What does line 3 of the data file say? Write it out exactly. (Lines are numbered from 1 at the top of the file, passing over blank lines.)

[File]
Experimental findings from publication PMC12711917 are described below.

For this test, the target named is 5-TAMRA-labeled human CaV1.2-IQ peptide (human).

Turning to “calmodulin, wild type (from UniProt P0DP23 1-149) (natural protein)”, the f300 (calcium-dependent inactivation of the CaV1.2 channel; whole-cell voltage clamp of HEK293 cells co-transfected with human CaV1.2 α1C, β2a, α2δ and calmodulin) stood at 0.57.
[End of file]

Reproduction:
Turning to “calmodulin, wild type (from UniProt P0DP23 1-149) (natural protein)”, the f300 (calcium-dependent inactivation of the CaV1.2 channel; whole-cell voltage clamp of HEK293 cells co-transfected with human CaV1.2 α1C, β2a, α2δ and calmodulin) stood at 0.57.